September 1, 2023 at 7:15 a.m.


By Larry Perkinson

Somedays we just need to dig deep for courage, and somedays we find just enough to get us through until our next worry. We definitely have enough monsters in the world to keep us reaching, don’t we? When I was ten, I made a vow at my grandparents’ home not to be afraid of any of them again. I may have wasted my breath.

Grandpa’s farm was not hidden, but it was isolated. On a clear night, the moon and stars sparkled above it, but the lights of neighboring homes were blocked by hills and woods.

During the day there was a clear view of the corn crib and storage buildings. An iron kettle sat just beyond a summer kitchen that had not been used in years. Pigs were fenced in a lot beyond the field behind the outhouse. All across the yard hens and roosters scratched the earth. On the other side of the gravel road the horse and cow grazed near the creek that ran through the pasture.

At Grandpa‘s, entertainment did not have a price tag, but it required legwork. We often walked the railroad tracks to the Underwood store and explored the adjacent woods as if no one had gone before us. Sometimes we fished or made our own bows and arrows and slingshots. Occasionally we grabbed a bar of soap and washed in the bend of the creek where the water was waist deep. Cleanliness might be next to godliness, but our baths were over if a snake poked his head above the waterline.

When the sun faded, my cousins and I read comic books, played Rook with Aunt Nell, or watched the small black and white television. The picture was a little fuzzy, but the sound was good. I sat in front of it one weekend and watched Clayton Moore in the origin story of the Lone Ranger. All in all, it was a balanced-enough world. There were good guys and bad guys. That might explain why I also saw evil incarnate gazing straight at me from the same screen that introduced me to Tonto and Scout and Silver.

One summer evening, I sat with a dozen comic books on my lap. My cousins and grandpa watched television with me as a show introduced a horrible witch whose heart was darker than her wardrobe. Her voice was unpleasant and her hair unkempt. She did not shout, “I’ll get you my pretty,” like Dorothy’s nemesis, but she might as well have. Instead, she stared at me. I glanced down to avoid the glare; but when I looked up again, her eyes still pierced into mine.

Outside the bird dog, roared fiercely as she fended off a nocturnal intruder, and I could’ve sworn that a twig snapped outside the window behind me. Too afraid to turn around, I checked the room to see if anyone else was concerned, but they were already under the influence of the same witch who terrified me.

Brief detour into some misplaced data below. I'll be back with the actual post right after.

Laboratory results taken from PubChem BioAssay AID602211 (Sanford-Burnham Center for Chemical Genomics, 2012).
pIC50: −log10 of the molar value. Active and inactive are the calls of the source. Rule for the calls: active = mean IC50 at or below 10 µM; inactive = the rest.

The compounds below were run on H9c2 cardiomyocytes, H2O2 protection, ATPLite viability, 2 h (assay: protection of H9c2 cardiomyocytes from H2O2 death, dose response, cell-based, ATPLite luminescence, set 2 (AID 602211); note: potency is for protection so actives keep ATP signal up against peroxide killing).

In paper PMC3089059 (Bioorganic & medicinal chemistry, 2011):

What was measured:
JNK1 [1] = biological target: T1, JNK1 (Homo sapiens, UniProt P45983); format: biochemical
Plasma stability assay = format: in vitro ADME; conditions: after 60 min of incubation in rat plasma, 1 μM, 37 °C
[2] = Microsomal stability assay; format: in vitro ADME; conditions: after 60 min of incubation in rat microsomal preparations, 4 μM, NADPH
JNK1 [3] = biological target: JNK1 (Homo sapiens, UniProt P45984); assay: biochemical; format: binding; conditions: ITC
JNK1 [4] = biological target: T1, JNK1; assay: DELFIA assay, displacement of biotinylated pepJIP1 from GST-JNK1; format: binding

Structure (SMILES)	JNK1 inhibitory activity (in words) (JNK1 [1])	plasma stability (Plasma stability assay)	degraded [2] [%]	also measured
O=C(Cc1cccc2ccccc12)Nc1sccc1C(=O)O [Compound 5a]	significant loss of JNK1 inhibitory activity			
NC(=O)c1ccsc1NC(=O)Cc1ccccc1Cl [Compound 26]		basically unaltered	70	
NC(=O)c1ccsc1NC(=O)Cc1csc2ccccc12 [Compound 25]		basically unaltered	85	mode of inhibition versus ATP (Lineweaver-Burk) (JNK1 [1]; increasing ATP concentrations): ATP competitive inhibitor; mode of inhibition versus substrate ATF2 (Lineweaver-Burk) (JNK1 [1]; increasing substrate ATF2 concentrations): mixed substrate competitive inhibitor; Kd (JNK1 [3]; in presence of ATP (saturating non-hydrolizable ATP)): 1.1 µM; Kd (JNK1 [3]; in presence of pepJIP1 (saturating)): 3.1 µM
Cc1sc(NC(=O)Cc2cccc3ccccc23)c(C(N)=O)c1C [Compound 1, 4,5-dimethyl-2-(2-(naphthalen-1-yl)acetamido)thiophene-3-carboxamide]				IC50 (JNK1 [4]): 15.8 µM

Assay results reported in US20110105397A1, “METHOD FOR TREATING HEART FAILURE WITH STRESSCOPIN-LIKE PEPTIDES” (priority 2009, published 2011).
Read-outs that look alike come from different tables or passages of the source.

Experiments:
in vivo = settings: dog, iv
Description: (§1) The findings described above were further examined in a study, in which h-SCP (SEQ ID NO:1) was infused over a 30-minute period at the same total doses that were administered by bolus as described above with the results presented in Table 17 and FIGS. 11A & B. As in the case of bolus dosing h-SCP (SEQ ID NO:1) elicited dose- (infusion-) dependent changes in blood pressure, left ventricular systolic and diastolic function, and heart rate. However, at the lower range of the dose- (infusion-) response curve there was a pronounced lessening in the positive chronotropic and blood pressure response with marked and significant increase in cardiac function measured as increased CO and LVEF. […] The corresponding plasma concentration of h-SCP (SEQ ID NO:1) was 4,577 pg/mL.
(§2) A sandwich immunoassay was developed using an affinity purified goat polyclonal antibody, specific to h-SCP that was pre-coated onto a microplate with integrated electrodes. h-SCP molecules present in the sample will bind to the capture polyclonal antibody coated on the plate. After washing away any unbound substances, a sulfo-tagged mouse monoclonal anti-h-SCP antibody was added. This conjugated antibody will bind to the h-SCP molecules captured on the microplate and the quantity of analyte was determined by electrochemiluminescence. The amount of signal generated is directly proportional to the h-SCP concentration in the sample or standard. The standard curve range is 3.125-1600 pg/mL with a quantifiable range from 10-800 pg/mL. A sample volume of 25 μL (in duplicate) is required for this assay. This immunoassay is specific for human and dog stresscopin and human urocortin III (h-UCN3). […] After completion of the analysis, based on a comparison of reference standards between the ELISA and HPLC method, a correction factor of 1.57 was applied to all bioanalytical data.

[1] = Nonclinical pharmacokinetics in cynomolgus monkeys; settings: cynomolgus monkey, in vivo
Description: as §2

It was too much. I raised the comic book in front of my face and blocked the monster. As a commercial started, I lowered the book, but kept it ready. She would not steal my soul. The Two-Gun Kid would not let her.

The fates were crueler than I could ever have expected that night. Even though the old hag did not harm me, Grandpa caught me hiding from her. As I lowered the western, he grinned. Not a word was said, but he knew I was afraid. I appreciated the courtesy but would’ve given anything to have kept my fears from him.

The next day I made a promise that I have not always been able to keep. I vowed never to be afraid of anything again. Although I do not shiver at dusk or think the boogeyman lives in shadows, I still have my fears, even though I don’t believe in monsters as much as I once did and try not to create them as often. After all, making monsters is a dangerous business. Once the label is applied, someone feels obligated to get rid of the designated evil. It’s far too easy to hate whatever makes us uncomfortable.

There are still times when I catch myself playing the blame game to explain the bad things, sometimes even nightmarish events, any of us might face. However, I no longer sit with the stories of Kid Colt or one of his compadres clutched in my hand. I try not to close my eyes or hide behind a book. Just in case Grandpa’s watching, I don’t want to get caught cowering from the moments that bother me. Hopefully, I’ll have the strength to be a straight shooter and face the battle at hand.

Grandpa might grin at that too.

(Adapted from “Monsters” in Nudge Me Gently)